1. Cleaning of glass surfaces
    1. Clean and activate coverslips in a Teflon holder in ~100 ml freshly prepared ‘Piranha solution’ [3:1 (v/v) sulfuric acid: hydrogen peroxide] for 1 h. Make sure the coverslips are completely covered by solution (Figure 2, cleaning). Stir the Piranha solution e.g., with an acid-resistant Pasteur pipette.
      CAUTION: Piranha solution is very corrosive and reacts exothermic. It must not get in contact with organic solvents. Perform every work step containing Piranha solution under a fume hood with constant ventilation.
      Note: From here on transfer and handle the coverslips only with tweezers (Figure 2).
    2. Remove ‘Piranha solution’ from the coverslips by carefully decanting it into an appropriate waste container according to the safety regulations of your institute, e.g., discarding after 10-20x diluted in water.
    3. Rinse coverslips 3 times with DI water and twice with ultra-pure water.
    4. Sonicate coverslips in ultra-pure water once for 5 min in ultrasonic cleaner at ~60 watt (standard sonication power).
    5. Dry surfaces in a nitrogen stream by holding them carefully with tweezers.
      Check point: Observe by eye that no stripes or drops of water remain else repeat Steps A3-A4 or discard the coverslip.

  2. Passivation of glass surfaces
    1. Transfer dried coverslips to a glass holder with tweezers and avoid touching them in the center.
    2. Prepare passivation solution as indicated in Table 1 (depending on the desired surface Opt. I-III, see Figure 1A) under continuous protective nitrogen atmosphere in a Schlenk flask (Figure 2, passivation). All steps involving organic solvents (Steps B2-B7) shall be performed following the safety regulations of your institute under a fume hood with constant ventilation. Create a protective atmosphere by connecting the Schlenk flask to a vacuum line and nitrogen supply. First vacuum-empty the flask, then flush with nitrogen and reduce the nitrogen stream in the following to add the powdery PEG, dried toluene and triethylamine.

      Table 1. Passivation compositions for the three different type of surfaces (Option I-III). Option I should be chosen when the adhesion of cells to a specific ligand is to be tested, Option II to access the forces at such specific ligands and Option III when ligand-specific adhesion to the surface should be granted independent of the force measurements of specific ligands.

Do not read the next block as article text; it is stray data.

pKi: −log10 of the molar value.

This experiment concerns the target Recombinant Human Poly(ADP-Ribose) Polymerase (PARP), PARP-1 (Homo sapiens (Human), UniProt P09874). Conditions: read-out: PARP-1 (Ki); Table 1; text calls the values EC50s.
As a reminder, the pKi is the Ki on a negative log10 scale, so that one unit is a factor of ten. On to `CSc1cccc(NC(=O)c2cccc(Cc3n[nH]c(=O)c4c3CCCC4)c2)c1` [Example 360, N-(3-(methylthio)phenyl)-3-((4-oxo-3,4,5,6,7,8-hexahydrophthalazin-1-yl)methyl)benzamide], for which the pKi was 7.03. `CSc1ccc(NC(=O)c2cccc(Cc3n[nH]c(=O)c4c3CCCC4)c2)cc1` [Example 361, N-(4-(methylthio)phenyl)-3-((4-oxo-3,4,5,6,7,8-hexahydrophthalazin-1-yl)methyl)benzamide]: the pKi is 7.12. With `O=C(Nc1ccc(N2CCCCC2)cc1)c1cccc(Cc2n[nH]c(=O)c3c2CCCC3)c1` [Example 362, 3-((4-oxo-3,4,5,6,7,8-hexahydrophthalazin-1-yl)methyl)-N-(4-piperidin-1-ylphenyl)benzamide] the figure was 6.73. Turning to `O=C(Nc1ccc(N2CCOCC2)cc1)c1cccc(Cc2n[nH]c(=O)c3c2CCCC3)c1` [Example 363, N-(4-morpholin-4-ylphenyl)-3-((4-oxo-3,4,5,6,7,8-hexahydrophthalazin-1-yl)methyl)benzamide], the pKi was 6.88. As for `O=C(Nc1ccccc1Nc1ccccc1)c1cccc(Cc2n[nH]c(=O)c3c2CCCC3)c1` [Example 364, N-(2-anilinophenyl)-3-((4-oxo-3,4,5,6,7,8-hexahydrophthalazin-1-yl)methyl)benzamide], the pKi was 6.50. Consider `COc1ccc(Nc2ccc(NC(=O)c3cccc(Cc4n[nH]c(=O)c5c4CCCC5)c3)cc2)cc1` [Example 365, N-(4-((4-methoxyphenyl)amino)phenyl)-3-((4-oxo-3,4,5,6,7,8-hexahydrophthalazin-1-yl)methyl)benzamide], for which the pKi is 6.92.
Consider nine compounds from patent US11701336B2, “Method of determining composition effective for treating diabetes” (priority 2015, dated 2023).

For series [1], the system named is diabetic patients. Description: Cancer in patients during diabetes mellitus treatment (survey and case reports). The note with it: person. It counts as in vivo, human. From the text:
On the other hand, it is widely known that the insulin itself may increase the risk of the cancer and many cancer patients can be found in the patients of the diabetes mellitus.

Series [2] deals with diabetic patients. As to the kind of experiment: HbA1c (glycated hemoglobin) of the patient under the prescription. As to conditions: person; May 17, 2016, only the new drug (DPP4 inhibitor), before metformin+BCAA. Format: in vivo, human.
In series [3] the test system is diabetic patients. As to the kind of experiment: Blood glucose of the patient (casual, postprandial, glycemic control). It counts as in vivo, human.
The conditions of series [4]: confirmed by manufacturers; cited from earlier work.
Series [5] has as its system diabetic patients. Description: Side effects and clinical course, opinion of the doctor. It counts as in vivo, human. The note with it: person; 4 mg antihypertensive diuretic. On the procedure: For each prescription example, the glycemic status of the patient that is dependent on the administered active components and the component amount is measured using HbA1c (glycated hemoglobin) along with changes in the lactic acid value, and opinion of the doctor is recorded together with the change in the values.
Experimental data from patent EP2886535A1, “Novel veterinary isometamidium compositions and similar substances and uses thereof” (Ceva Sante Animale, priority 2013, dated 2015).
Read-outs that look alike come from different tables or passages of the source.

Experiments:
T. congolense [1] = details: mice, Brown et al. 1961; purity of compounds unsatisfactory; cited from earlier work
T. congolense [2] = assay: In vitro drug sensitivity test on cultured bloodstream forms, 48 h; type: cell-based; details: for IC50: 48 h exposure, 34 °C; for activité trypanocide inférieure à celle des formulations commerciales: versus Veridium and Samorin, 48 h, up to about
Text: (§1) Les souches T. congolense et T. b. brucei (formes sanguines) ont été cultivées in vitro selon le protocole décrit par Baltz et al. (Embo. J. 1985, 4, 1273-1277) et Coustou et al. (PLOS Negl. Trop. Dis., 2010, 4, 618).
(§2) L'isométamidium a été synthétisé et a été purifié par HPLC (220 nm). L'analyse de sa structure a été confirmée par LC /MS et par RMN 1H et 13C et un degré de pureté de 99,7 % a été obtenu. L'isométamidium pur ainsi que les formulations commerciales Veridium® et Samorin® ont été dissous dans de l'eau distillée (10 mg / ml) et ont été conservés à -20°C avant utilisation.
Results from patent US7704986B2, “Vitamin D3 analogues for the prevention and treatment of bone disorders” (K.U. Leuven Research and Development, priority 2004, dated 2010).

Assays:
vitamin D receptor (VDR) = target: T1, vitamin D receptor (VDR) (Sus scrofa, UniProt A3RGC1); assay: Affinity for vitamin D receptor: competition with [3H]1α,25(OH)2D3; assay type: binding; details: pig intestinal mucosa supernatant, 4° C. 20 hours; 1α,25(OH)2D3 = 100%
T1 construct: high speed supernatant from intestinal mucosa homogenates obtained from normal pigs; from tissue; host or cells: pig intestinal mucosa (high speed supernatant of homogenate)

3. Add coverslips under protective atmosphere into the Schlenk flask in the solution and close the lid and gas supply. The reaction is now kept under protective atmosphere.
    4. Heat tube overnight at 78-80 °C in an oil bath. The oil bath can be set up combining the heat-resistant glass tub filled with oil on the magnetic stirrer. The additional thermostat keeps the temperature constant.
    5. Wash passivated coverslips by sonication in ethyl acetate for 5 min within their glass holder.
    6. Wash passivated coverslips by sonication in methanol for another 5 min within their glass holder.
      Pause point: It is possible to store passivated glass surfaces in methanol for up to 5 days if they are not used immediately.
    7. Dry surfaces in a nitrogen stream by holding them carefully with tweezers. Nitrogen stream can be dosed carefully with a compressed air gun. Make sure not to scratch the passivated surfaces during the entire procedure.
      Check point: As control for proper passivation add a dye (e.g., 100 nM StarRed in PBS) or seed adhesive cells on a passivated versus a non-passivated coverslip and observe their attachment to the surface under a microscope.
    8. For reuse, clean the used Schlenk flask and glass sample holder from PEG residue in a potassium hydroxide bath overnight and wash them afterwards with DI water.

  3. Option I–Immobilization of specific cellular ligands
    1. Prepare 100 µl of the reaction mixture for copper-catalyzed azide-alkyne cycloaddition (CuAAC, see Recipe 7) containing the desired cellular ligand.
      Note: Choose appropriate alkyne or azide functionalized PEG for azide or alkyne-ligands, respectively.
    2. Prepare a humidity chamber with parafilm on the bottom and a wet tissue inside a Petri dish where coverslips are placed onto (Figure 2, immobilization). Parafilm is used to hold the coverslips in their spot and to ease the separation of ‘sandwiched’ glasses later on.
    3. Place a drop of 100 µl click mixture on top of a passivated and dried coverslip. 
    4. Place a second, identical coverslip on top of the first one.